Capitalising on a banner year already from the most prestigious festivals around the world including Berlin, Cannes, Venice and Toronto, LFF is bursting with new gems from esteemed auteurs as much as hidden talents from new voices to pay attention to.
The festival runs 2-13 October in and around Picturehouse Central at Odeon Leicester Square. Booking opens for BFI patrons on 3 September, for BFI Champions on 4 September, for BFI Members on 5 September, and, finally, public booking opens on 12 September. Read on for our highlights of what to look out for.
Opening Night Gala: The Personal History of David Copperfield (Armando Ianucci)
Armando Ianucci, the brilliant mind behind The Death of Stalin, is bringing his version of a Dickens classic to the big smoke in The Personal History of David Copperfield for the film's European premiere.
The film, a period comedy with an all-star cast, takes stock of Dickens' classic and gives it a fresh new look. Dev Patel (he of Skins and Slumdog Millionaire Fame) will be taking on the eponymous lead role, playing the young aspiring writer navigating a host of eclectic characters he meets in Victorian England. Tilda Swinton, Ben Whishaw, Peter Capaldi, Hugh Laurie and Gwendoline Christie co-star.
Closing Night Gala: The Irishman (Martin Scorsese)
It's been three years since a new Martin Scorsese picture graced the big screen – and far longer since something with the recognisable grit and shady politics of The Irishman has come into the world. Silence saw the filmmaker explore spiritual roots and opened up his remit beyond the gangster capers that have become his trademark.
But The Irishman indicates a true return to form and an ambitious leap into the future at the same time. The film is based on Charles Brandt's novel I Heard You Paint Houses and retells the biographical tale of hitman and WWII veteran Frank Sheeran (played by Robert De Niro, whose digital de-ageing in the film has already started a few conversations) and his involvement in the shady disappearance of politician Jimmy Hoffa (Al Pacino).
American Express Gala: Knives Out (Rian Johnson)
Fresh from the success of Star Wars: The Last Jedi, writer/director Rian Johnson is relishing the age-old genre of the murder myster and giving it a new spin with his upcoming whodunit Knives Out. The stars are tumbling all at once in the first glimpses of the film, retelling a family gathering gone wrong. It's a birthday party like any other. It's all fun and games until somebody dies.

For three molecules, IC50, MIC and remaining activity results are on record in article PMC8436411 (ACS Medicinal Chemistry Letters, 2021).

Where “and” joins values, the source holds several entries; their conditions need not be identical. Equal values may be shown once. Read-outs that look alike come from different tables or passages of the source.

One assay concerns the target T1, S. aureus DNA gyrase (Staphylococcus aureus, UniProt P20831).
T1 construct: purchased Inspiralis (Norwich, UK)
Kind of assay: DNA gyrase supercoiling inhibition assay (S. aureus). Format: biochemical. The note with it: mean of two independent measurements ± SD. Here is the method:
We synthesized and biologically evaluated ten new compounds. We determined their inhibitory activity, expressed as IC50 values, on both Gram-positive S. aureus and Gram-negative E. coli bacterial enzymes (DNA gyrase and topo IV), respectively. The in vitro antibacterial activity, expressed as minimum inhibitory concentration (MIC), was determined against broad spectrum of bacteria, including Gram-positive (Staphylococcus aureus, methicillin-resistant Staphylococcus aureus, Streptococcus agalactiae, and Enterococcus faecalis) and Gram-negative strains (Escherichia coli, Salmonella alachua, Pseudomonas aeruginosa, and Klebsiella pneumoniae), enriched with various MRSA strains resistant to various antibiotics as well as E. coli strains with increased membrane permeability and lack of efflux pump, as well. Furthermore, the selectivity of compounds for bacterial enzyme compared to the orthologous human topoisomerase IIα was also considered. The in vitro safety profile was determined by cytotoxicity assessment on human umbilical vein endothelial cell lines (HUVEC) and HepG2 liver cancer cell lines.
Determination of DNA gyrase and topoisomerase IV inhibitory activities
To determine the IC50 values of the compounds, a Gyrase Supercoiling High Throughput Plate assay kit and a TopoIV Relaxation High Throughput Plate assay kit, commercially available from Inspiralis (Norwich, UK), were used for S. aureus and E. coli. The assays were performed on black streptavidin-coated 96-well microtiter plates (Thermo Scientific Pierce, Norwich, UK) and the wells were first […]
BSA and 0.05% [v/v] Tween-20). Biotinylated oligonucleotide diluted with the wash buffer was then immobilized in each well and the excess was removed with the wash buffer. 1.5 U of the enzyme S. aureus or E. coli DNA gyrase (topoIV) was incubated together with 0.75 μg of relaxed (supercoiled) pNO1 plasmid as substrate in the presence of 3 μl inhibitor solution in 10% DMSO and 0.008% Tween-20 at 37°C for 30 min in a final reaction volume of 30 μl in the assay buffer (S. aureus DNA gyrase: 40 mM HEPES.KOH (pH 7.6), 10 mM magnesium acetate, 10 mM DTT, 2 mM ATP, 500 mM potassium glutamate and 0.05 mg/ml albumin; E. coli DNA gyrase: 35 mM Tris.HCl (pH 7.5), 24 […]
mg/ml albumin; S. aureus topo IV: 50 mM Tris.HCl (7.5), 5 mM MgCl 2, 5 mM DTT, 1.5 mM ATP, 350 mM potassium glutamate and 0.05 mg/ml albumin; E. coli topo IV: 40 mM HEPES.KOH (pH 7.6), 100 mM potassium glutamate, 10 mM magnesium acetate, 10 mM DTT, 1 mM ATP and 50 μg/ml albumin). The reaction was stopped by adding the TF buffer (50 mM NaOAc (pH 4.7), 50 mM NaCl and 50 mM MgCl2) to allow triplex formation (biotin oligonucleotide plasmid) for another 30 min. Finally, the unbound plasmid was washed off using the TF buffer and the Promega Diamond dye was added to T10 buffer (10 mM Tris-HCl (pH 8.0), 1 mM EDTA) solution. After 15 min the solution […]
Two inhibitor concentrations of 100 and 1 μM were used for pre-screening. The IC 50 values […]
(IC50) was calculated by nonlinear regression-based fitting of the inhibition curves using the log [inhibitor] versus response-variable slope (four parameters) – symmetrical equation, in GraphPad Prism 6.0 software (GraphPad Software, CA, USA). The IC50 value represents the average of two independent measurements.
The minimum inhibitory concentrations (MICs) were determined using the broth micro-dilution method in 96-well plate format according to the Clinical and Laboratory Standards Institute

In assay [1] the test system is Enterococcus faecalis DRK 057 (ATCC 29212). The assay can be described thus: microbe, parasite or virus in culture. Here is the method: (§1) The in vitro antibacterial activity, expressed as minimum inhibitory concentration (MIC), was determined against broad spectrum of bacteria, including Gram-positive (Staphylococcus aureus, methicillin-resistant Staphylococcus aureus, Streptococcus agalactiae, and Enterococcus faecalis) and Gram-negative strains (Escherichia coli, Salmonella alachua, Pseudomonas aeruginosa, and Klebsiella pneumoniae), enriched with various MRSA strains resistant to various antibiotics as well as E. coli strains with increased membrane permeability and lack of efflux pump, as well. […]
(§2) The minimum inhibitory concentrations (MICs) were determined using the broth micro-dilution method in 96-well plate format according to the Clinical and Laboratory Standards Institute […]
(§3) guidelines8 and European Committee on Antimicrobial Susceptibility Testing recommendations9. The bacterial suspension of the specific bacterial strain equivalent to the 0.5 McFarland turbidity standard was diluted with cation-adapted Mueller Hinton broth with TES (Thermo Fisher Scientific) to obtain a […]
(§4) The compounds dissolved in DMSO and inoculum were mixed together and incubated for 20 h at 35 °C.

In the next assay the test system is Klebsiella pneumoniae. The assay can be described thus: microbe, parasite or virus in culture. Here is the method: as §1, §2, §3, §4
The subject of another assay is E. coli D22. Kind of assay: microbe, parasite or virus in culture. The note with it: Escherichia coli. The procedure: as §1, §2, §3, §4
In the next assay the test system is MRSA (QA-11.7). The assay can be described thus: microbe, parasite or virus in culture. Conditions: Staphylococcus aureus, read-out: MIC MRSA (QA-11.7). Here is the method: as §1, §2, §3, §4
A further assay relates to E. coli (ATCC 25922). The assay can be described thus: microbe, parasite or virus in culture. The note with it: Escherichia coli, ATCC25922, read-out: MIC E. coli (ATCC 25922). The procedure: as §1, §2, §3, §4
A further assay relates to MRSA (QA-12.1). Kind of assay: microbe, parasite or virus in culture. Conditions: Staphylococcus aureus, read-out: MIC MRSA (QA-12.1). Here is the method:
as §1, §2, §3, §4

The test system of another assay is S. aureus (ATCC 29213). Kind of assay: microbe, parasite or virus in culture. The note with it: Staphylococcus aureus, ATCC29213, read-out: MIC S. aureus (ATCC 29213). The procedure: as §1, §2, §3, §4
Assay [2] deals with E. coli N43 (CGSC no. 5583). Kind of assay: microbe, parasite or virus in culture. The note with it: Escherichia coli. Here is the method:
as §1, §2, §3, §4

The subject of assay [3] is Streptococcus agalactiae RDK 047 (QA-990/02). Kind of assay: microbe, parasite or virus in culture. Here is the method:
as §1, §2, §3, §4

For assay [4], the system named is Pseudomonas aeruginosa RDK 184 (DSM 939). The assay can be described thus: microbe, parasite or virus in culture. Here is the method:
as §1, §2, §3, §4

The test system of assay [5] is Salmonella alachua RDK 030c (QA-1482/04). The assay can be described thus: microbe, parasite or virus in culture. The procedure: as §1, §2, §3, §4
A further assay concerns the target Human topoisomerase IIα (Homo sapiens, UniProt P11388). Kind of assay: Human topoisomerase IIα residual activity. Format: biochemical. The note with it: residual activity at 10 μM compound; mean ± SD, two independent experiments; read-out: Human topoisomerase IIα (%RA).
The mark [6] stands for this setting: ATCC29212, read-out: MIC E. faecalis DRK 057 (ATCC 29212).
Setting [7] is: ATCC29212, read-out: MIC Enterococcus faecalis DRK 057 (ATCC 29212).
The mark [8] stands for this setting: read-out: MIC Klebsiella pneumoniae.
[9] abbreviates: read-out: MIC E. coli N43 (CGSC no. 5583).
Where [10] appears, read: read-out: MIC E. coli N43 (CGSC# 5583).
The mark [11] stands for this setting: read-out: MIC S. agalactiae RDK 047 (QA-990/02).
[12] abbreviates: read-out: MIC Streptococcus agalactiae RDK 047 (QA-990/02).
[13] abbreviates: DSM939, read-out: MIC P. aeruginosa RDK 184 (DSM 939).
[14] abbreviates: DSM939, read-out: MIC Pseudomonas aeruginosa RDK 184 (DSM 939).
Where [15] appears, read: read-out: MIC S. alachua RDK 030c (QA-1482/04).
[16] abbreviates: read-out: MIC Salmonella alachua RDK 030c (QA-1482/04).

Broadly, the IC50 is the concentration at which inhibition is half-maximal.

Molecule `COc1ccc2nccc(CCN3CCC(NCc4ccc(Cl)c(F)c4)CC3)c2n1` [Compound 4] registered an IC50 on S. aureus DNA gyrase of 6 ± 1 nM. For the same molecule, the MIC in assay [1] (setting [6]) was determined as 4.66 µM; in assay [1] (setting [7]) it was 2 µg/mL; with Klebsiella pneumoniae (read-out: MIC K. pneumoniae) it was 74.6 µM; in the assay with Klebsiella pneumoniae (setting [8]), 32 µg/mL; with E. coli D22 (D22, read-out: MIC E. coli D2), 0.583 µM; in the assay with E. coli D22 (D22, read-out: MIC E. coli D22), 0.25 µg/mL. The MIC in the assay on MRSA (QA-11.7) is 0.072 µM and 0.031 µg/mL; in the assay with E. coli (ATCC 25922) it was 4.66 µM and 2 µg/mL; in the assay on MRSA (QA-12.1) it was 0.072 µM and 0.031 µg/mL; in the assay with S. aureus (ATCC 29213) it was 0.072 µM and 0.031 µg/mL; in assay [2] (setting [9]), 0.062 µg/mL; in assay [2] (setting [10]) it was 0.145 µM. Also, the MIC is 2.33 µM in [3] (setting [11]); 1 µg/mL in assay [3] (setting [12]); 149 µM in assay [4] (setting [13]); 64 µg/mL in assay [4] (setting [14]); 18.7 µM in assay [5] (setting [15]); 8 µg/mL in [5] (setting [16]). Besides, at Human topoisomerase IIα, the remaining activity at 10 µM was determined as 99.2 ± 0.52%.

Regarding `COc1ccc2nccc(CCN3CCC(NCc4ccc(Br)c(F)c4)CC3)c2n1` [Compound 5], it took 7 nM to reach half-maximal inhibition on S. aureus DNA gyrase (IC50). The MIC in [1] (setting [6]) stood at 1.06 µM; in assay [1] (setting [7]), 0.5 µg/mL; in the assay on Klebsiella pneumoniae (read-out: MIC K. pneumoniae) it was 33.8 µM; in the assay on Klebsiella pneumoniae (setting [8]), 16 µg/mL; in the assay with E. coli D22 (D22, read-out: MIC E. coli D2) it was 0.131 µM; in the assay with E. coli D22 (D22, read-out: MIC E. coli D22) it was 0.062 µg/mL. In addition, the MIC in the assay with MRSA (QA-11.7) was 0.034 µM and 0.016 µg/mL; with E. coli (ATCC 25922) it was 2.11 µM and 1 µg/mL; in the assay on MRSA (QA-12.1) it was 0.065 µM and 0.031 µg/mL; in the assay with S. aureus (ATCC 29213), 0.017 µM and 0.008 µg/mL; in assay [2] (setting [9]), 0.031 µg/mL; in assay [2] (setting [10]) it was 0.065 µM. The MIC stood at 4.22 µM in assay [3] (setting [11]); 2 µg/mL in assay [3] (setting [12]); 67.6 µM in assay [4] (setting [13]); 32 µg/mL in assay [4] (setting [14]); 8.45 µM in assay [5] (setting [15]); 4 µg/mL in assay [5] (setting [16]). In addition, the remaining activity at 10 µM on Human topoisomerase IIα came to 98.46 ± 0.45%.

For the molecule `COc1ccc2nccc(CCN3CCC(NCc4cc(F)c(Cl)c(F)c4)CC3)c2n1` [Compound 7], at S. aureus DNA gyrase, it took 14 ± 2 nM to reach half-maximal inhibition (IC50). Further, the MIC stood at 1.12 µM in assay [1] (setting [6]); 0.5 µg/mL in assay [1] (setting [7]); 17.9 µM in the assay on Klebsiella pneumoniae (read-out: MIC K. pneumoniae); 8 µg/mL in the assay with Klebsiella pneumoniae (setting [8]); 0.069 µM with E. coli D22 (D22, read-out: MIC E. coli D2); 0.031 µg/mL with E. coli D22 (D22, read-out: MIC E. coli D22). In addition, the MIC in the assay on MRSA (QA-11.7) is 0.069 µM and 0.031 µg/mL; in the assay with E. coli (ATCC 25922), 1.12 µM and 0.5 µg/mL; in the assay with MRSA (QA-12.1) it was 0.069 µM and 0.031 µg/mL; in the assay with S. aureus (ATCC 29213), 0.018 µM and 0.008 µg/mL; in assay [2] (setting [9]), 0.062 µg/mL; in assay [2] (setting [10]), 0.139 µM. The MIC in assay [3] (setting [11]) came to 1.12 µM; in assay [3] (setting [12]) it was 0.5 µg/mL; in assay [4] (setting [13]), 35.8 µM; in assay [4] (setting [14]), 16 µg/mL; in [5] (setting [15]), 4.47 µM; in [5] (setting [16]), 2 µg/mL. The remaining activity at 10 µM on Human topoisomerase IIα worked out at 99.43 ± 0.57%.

This somebody is Christopher Plummer as wealthy crime novelist Harlan Thombrey, the newly-turned 85-year-old who sees a bitter end in the company of his extended and eccentric family. Chris Evans, Jamie Lee Curtis, Toni Collette, Don Johnson, Michael Shannon and Katherine Langford are all fellow Thombreys.
BFI Patrons' Gala: A Beautiful Day in the Neighborhood (Marielle Heller)
Fred Rogers was a simple man with a simple mission: 'We are trying to give the world positive ways of dealing with their feelings'. These words are spoken by Tom Hanks, playing the beloved children's entertainer in Marielle Heller's upcoming biopic A Beautiful Day in the Neighborhood.
The film is based on the process of one journalist tasked with profiling Mr Rogers, namely Tom Junod who went on to write the Esquire article 'Can You Say...Hero?' about his encounter, which, Junod said, changed his life.
The Mayor of London's Gala: The Aeronauts (Tom Harper)
Drawing from history, The Aeronauts is based on the discoveries of aeronaut and meteorologist James Glaisher whose ascent via gas balloon in 1862 broke the world record for altitude. The film covers this monumental event as Glaisher (Redmayne) and his pilot Amelia Wren (Jones) face a battle for survival against the elements in the sky.
The film also marks a special occasion in the reunion of its stars, Eddie Redmayne and Felicity Jones, who last graced the screen together in The Theory of Everything, though The Aeronauts should (hopefully) not cause as many tears as the Stephen Hawking biopic.
Headline Gala: Jojo Rabbit (Taika Waititi)
Loosely based on Christine Leunens' book Caging Skies, Taika Watiiti's new film focuses on a 10-year-old boy obsessed with nationalism who must reckon with his loyalties when he discovers his single mother (Scarlett Johansson) is hiding a Jewish girl (Thomasin McKenzie) in their loft. And the only person he can talk to about this is his imaginary friend – Adolf Hitler.
'It would be too weird to play the actual Hitler', Waititi told Deadline, 'I don't think people would enjoy the character as much. Because he was such a f*cking c*nt, and everyone knows that as well'. There, of course, is a line, and the filmmaker is well aware of this. He claims his film is a drama peppered with lighter moments, teasing out the relief in what he is describing as an 'anti-hate satire'.
American Airlines Gala: The King (David Michôd)
The King is an ambitious adaptation of three of Shakespeare's plays: Henry IV Part 1, Henry IV Part 2 and Henry V. The Call Me By Your Name actor Timothée Chalamet stars as Hal, the disgraced prince who reluctantly ascends the throne to become King Henry V, and must grapple with the war he inherits. Michôd has co-written the film with Joel Edgerton, marking their first collaboration since The Rover.